Thats not a dolphin

June 16, 2014 0 Comments

Thats not a dolphin

Not a phrase most people want to hear. Usually followed by some choice swear words and occasionally very frantic paddling/swimming/movement landward.

In a personal record, this has been a phrase I have heard 3 times in the last fortnight and this isn’t counting, the hoax viral great white in the harbor video. Twice over the long weekend while surfing at Boomerang Beach and once in the south corner of Manly. In the first case, for what appeared to be 2m dusky sharks feeding on the bait fish corralled throughout the bay and the last, a not so well sighted but large hammerhead just beyond the backline.

For each, there was definitely a heightened sense of awareness but on no occasion was it threatening. It did however get me thinking on our experiences with these and other ocean creatures. After all, we are the proverbial Goldilocks in this environment, nipping in for a bit of enjoyment and then returning to terra firma. It’s simply an occasion of when, not if you will meet the home owners.

After all, we are the proverbial Goldilocks in this environment, nipping in for a bit of enjoyment and then returning to terra firma. It’s simply an occasion of when, not if you will meet the home owners.

In most experiences, where we get to interact with dolphins, whales, seals, penguins, turtles etc we are left feeling elated at the opportunity to share space with these creatures and observe them in the wild. Not so many ‘ahhhhhhs’ when our more toothy friends make an unwelcome appearance. Joining the food chain is an unsettling feeling. Just imagine the life of a baitfish, entirely dedicated to terrified darts and dwindling friend base!

The thing is that sharks themselves, are actually a fairly persistent presence at most locales. If you pay enough attention, you will notice them in the periphery, going about their business and making a point of being in the shadows and unnoticed. Generally the way most of us like it! The actual number of times you have had experiences with sharks far outweighs the times you were a knowing participant. So should we not be joyful when we do notice? After all, these are one of nature’s most exquisite creations moving with grace in their natural environment. Should this rare moment not also be treasured?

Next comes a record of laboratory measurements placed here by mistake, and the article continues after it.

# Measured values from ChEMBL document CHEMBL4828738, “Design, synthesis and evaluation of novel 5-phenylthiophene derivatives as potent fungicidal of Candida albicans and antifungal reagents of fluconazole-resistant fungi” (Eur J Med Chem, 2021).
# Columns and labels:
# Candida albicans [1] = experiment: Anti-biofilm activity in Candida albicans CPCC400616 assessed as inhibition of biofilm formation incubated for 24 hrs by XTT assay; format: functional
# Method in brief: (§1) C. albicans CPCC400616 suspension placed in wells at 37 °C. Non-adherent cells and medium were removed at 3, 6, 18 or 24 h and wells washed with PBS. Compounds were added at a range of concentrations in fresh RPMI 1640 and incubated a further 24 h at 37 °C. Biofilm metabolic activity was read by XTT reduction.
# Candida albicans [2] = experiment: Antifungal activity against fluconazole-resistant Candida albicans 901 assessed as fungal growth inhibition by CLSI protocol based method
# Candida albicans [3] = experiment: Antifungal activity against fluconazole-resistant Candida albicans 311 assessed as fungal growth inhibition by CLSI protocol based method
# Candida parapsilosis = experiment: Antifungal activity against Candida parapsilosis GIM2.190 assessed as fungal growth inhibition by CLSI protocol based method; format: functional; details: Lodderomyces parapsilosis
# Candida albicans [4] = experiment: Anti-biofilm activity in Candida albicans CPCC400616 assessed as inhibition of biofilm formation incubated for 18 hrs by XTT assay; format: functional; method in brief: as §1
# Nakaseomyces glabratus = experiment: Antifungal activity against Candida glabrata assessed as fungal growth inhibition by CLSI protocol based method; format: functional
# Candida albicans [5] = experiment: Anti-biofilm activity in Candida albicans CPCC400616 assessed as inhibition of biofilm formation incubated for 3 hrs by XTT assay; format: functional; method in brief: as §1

Having had some truly amazing experiences diving with sharks balanced out by some not so comfortable moments surfing , I would say the answer is “assuming everyone keeps their limbs/fins” an unequivocal yes.

For the record, after 30 years in the ocean, the creature that has come closest to seriously injuring me was …………. ironically, a dolphin aiming for a shot on ‘dolphins funniest home videos’ with a barely missed ‘surfer landing’ jump.

What do you think? Have you had any interesting or close encounters?



Russel P
Russel P

Author

Has spent over 30 years of his middle aged life trying to spend more time in the ocean. Likes to surf, bodysurf, free dive and pretend he enjoys chasing big waves.


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